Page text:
teaching for artists


Developing a Teaching Portfolio
What is a teaching portfolio?

A portfolio or dossier is a collection of material that depicts the nature and quality of an individual’s teaching and students’ learning. Portfolios are structured deliberately to reflect particular aspects of teaching and learning—they are not trunks full of teaching artifacts and memorabilia. At its best a portfolio documents an instructor’s approach to teaching, combining specific evidence of instructional strategies, and effectiveness in a way that captures teaching’s intellectual substance and complexity. 

A teaching portfolio is a measure of actions and a reflection on those actions and is broken up into two basic sections: evidence and evaluations. Evidence is proof that you have taught, what you taught, and how you taught it. Evaluations are reflections on this process. You may want to consider creating multiple teaching portfolios for different educational situations. For example, if you teach both studio art and web design, you might want to create two separate teaching portfolios to highlight the strengths you have particular to these fields of study.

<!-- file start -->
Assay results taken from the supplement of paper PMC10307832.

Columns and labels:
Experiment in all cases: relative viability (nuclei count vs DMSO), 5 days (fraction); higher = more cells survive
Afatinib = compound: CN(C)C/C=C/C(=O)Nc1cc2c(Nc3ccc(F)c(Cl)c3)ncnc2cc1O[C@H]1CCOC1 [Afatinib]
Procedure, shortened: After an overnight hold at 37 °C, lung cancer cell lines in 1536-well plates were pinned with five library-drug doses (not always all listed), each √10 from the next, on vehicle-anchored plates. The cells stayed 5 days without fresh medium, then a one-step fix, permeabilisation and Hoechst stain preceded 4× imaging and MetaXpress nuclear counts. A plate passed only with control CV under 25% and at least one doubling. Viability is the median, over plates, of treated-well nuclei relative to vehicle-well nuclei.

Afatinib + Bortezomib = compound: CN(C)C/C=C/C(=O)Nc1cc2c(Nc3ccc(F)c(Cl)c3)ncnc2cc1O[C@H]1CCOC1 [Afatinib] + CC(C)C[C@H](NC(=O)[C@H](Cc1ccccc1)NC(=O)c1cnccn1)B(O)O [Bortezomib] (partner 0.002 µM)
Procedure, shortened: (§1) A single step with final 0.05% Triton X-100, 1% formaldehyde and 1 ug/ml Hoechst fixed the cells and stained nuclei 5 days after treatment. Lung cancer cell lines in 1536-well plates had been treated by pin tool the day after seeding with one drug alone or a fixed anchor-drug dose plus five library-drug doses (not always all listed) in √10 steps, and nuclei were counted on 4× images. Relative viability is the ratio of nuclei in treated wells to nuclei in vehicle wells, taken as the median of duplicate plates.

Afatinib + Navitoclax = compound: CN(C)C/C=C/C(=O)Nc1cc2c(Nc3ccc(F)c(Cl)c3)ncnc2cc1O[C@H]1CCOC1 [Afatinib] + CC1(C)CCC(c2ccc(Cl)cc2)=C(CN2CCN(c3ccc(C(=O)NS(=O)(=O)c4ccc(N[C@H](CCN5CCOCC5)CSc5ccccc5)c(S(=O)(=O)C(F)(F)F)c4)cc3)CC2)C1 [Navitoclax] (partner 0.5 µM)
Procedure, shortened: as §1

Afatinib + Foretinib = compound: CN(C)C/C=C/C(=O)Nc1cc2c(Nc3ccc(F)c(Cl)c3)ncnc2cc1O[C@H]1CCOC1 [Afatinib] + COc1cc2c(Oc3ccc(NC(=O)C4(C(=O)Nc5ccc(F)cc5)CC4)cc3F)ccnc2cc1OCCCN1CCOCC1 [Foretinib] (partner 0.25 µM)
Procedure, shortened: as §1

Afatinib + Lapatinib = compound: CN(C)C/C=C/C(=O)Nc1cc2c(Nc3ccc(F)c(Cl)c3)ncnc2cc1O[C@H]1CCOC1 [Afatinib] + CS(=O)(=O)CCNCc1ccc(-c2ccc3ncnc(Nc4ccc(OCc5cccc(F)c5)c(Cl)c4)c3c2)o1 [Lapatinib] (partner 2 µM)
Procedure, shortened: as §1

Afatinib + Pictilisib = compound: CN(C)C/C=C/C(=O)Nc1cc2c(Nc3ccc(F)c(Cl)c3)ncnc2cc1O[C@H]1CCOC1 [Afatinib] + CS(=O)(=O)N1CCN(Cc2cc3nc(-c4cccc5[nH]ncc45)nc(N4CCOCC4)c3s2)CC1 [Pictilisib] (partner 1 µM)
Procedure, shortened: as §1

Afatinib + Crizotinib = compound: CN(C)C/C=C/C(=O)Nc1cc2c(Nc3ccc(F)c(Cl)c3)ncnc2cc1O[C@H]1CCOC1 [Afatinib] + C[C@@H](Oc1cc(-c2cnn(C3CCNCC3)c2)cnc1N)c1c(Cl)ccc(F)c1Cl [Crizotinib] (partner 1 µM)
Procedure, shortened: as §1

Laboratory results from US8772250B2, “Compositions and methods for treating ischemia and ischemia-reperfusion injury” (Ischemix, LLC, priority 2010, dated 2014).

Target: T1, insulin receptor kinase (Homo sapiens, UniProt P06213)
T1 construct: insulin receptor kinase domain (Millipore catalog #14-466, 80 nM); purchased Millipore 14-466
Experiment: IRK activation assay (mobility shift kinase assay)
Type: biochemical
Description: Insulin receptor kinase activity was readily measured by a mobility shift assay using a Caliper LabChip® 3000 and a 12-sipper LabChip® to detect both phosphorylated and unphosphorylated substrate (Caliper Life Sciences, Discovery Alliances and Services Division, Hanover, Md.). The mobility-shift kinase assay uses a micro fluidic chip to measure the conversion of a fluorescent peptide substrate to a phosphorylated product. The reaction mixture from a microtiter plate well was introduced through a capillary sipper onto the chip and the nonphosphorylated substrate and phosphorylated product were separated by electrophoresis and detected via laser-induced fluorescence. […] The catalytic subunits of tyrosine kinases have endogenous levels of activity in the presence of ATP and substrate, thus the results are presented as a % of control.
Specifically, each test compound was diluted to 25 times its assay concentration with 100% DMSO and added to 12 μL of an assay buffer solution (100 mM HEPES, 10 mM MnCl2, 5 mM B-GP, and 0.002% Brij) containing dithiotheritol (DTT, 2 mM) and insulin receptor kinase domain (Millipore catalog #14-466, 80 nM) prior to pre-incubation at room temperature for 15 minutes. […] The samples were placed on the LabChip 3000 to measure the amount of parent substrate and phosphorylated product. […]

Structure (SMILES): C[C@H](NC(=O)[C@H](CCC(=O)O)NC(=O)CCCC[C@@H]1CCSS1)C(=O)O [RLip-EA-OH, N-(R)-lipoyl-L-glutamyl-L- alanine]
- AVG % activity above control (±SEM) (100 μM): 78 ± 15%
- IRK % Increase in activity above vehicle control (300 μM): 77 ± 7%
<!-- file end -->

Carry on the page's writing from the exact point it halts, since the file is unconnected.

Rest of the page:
How are teaching portfolios used?

As a “product” (for decisions—evaluative, summative):

-to communicate your teaching style and philosophy to a potential employer;

-to communicate your teaching style and philosophy to students, colleagues, and community.

As a “process” (for development – formative, reflective):

-to record your teaching experiences over time;

-to provide themes and evidence for your evaluative portfolio.

What goes into a teaching portfolio?

Cover Letter